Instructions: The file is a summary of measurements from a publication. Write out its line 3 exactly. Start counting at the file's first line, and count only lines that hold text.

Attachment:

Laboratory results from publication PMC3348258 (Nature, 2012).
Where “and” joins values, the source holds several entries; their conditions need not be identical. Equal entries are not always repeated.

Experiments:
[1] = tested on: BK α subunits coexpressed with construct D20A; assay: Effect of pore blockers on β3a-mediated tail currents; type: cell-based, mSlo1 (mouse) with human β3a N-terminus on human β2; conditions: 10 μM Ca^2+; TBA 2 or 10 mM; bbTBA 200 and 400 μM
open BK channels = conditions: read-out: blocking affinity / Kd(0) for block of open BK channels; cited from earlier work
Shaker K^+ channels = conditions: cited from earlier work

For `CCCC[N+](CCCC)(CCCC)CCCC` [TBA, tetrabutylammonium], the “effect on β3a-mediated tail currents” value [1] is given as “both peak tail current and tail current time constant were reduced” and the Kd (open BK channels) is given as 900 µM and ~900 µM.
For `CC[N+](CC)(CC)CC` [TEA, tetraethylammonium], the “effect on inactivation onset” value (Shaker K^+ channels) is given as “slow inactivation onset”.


Experiments: